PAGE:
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Running Quarterbacks or Pocket Passers; What's NFL's Future?

by Shannel Douglas

49ers signal caller Colin Kaepernick is the last running quarterback standing in the NFL playoffs (Photo courtesy of USA Today).

To Run or Not to Run

 

Running quarterbacks are changing the game of football throughout the NFL.

Over the past few seasons, we have watched more and more teams and quarterbacks run a spread offense. Is this the beginning of a new era?

            It used to be that running quarterbacks were the thing for high school and college teams. Never a professional football team; at least for a team that expected to win championships.

Running quarterbacks didn’t belong in the NFL. That was until running quarterbacks like Cam Newton and Robert Griffin III came into the game, which has people believing in using this type of offense more on the professional level.

However, not everyone is sold on this type of offense.

“In this day in age, I’m still sold on the pocket quarterback,” said 24-year-old Chijioke Anyanwu. “Yeah, the (running) quarterbacks have had some success this year, but only one is still left in the playoffs.”

            A spread offense is a type of offense that is used to simply stretch out the defense. Usually, three or more wide receivers are used to help with this and also run routes to stretch defenders down the field, which opens holes for the running back or quarterback. Or in Newton’s case, the running quarterback.

            Quarterbacks today are not only being judged by their throwing arm, but also how fast they can run.

Being able to both throw accurately and precisely while also being able to run gives any quarterback a huge advantage.

Colin Kaepernick is the prime example of having both options as he helped lead San Francisco into the NFC’s Championship game against the Atlanta Falcons.

Standing at 6-foot-5 and 230 pounds, not only does he have a great arm, but he can also run.

By running the option, he has the option of throwing deep and making those perfect throws but also running the ball and keeping defenses on its toes.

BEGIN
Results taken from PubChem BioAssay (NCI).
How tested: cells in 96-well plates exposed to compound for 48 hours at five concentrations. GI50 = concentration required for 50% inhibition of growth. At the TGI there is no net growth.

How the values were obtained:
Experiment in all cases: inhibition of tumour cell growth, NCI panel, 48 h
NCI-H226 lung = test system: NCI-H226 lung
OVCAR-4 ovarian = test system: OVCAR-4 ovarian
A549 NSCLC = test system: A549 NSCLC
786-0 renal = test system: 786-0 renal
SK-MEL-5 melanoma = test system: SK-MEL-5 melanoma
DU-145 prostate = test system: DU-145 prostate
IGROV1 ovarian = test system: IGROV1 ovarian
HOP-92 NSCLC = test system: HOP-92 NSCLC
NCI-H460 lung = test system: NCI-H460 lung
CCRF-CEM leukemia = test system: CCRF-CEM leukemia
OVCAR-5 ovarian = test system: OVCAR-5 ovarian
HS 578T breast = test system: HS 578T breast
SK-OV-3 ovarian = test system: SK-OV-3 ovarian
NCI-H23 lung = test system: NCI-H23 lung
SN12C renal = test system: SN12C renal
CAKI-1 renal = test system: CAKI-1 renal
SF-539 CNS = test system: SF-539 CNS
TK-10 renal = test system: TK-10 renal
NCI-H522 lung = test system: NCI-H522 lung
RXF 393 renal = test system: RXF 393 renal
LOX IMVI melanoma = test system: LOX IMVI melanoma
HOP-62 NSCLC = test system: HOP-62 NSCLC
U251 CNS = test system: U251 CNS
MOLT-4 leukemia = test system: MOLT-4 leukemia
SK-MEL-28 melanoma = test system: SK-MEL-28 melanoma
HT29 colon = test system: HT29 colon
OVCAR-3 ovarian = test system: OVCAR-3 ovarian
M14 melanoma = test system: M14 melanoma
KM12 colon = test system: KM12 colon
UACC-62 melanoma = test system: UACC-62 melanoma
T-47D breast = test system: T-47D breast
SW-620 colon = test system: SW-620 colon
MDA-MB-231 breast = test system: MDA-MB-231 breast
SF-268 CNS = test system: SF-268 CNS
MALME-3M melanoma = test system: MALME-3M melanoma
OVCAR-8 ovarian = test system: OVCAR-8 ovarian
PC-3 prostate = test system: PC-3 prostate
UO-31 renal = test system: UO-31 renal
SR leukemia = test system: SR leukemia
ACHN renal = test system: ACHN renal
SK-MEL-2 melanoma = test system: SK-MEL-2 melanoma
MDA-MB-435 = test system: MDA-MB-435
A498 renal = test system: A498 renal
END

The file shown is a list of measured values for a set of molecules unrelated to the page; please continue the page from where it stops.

“It’s a lot better for the quarterback because he has lots of room to scope down the field,” said 18-year-old Wesley Douglas. “If he gets in trouble by a pass rusher, he has more than enough room to use his natural abilities. This provides more options for the quarterback.”

            Running a spread offense was one of the keys to the early success of running quarterbacks like Newton and Kaepernick.

However, not every team is willing to have their quarterback step away from being a pocket passer to a running quarterback, especially with the added risk factors.

A quarterback is usually the leader and arguably the most important person on the team’s roster.

Defenses are always eager to get their hands on the quarterback, but the risk of getting injured during a play gets much higher when he gets out of the pocket and starts running the ball.

            Pocket passers have always been the way that most quarterbacks have succeeded in the league.

Having a quarterback stay in the pocket while the offensive line protects him allows enough time to find an open receiver and be able to pass the ball and make those perfect passes.

“In my opinion the pocket passer is the all around better quarterback for durability reasons and because they often require a greater understanding of defensive schemes to make up for their lack of mobility,” said 21-year-old Brandon Victor.  “Just look at some of the best quarterbacks to play the game, Joe Montana and Dan Marino. Both were pocket passers. Even more recently, quarterbacks like Peyton Manning continue to thrive by being able to stay in the pocket and make those perfect throws.”

“Right now I have to say pocket quarterbacks still have it. However, I have a feeling the spread offense is on the way to take over,” said Anyanwu.

            Whether or not a running quarterback will ever be considered one of the NFL’s top quarterbacks like Manning, Tom Brady, Aaron Rodgers or Drew Brees is something that we’ll have to wait around and see.

This article was published on Friday 18 January, 2013.
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